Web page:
This post is part of the Food Writer’s Diary blog.
At the beginning of the year I predicted we’d see more of what I called hybrid burgers — Hamburgers with a certain amount of non-meat stuff mixed in. It simply makes sense: Americans love hamburgers, but many of us would also like to lose weight and, all things being equal, wouldn’t mind being a bit gentler on the environment. Adding delicious ingredients to something we already love makes sense.
The Mushroom Council has been advocating mixing its namesake fungus into burgers for a few years now, and recently they’ve gotten help from some influential friends. For the past two years, the Culinary Institute of America has served those burgers at its annual Menus of Change conference, which explores how restaurants can have a positive effect on the health of their customers and the planet based on what they serve. The James Beard Foundation also came onboard last year with its Blended Burger Project, through which chefs who mix their burger meat with at least 25 percent mushrooms (cultivated ones only, since it’s those mushroom farmers who the Mushroom Council represents) and you could win a trip to make those burgers at the Beard House in New York City.
Mushrooms add both micronutrients and umami to foods. Mixed into the meat blend of a burger, they have the potential of lowering the cost, calories and environmental impact of the sandwiches.
Those attributes aren’t givens, however. Mushrooms aren’t necessarily cheaper than meat — it depends on which mushrooms and meat you’re using. They’re not necessarily lower in calories, either: At a recent Beard House event, chef Hugh Acheson came up from Athens, Ga., to make lamb burgers with mushrooms blended in. They were delicious, but Acheson said he sautéed the mushrooms with garlic and “a lot of butter” before stirring them into the ground lamb, so that probably didn’t bring a benefit from the calorie perspective.
Mushrooms do likely have a lower environmental impact than meat, although it depends on where they’re grown and how far they’re shipped,
But hey, if nothing else, mushrooms are delicious, and the idea of blending meat with other things in hamburgers opens up an array of possibilities, some of which were on display at a recent Blended Burger event I attended at Fruition restaurant in Denver, where three local chefs dished up their entries.
Host Alex Seidel combined lamb and beef not just with Nebrodini mushrooms (a cousin of the trumpet) but also with farro, and topped it with vegetable slaw and sheep skyr from his own Fruition Farms. Skyr is a dairy product from Iceland that tastes and acts like yogurt but, as Seidel explained it to me, is actually a cheese: It's catalyzed by rennet instead of bacteria cultures. That’s important, because Fruition Farms is certified to make cheese, but not yogurt.
Seidel was originally going to offer his burger only at Fruition, starting May 31, but not at his more casual spot, Mercantile, at Denver's Union Station. He said at Fruition, a small, elegant spot that I would call fine dining but Seidel disputes that description, the burgers would fit in to the rest of his seasonally focused menu and he might sell 15 or so of them each night.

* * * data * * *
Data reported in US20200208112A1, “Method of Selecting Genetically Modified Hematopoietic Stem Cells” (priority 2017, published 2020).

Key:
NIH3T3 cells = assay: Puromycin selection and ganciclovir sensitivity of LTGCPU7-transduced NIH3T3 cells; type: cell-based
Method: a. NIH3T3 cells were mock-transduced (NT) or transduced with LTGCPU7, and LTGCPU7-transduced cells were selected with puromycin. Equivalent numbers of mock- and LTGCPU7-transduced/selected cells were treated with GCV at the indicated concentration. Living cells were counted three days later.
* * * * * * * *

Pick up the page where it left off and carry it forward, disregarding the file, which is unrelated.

At Mercantile, on the other hand, the burgers would dominate the menu. That’s all people would order, and if Seidel wanted to open a burger place he would have done that. Instead, his most popular menu item at Mercantile is the $21 Market Provisions platter, a collection of cured meats, cheese from Fruition Farms, rillettes, pickles and whatnot that reflect Seidel’s approach to food. He said he didn’t want to swap that out for a burger.
But he came up with a solution: He's decided to offer just 12 of the burgers at each of his restaurants during the month-long promotion. Once they’re gone, you’re out of luck.
He hasn’t determined the price of the burgers yet.
Troy Guard, on the other hand, has two TAG Burger Bar locations, and his blended burger is going on the menu there.
Guard took the notion of a better-for-you burger to heart. So not only does he blend the ground pork shoulder that makes up the heart of this burger with 25 percent king trumpet mushrooms (which he chars on the grill before grinding it into the pork), but he topped it with a tofu-lime chile aïoli instead of mayonnaise and added a bánh mì-style slaw along with cucumbers.
Justin Brunson already has a Whole Hog burger on his menu at Old Major. He butchers two whole hogs each week anyway, and uses trim from all over the animal to make his burger. For this gem, he used 60 percent of that ground pork and 40 percent roasted shiitake mushrooms.
“I love shiitake mushrooms and pork together,” he said. “It’s one of my favorite bites of food, actually.”
Mushrooms do tend to sweat a lot, however, so to absorb some of that moisture he added some powdered milk to the blend.
He served it with some cow milk cheese from Vermont and topped it with ramp aïoli, pickled onions and local arugula, all served on milk buns, made with milk instead of water.
“It makes a real soft, squishy bun,” he said. And indeed it did.
Correction: May 5, 2016 This story has been updated to reflect Alex Seidel's decision to offer his burger at both of his restaurants.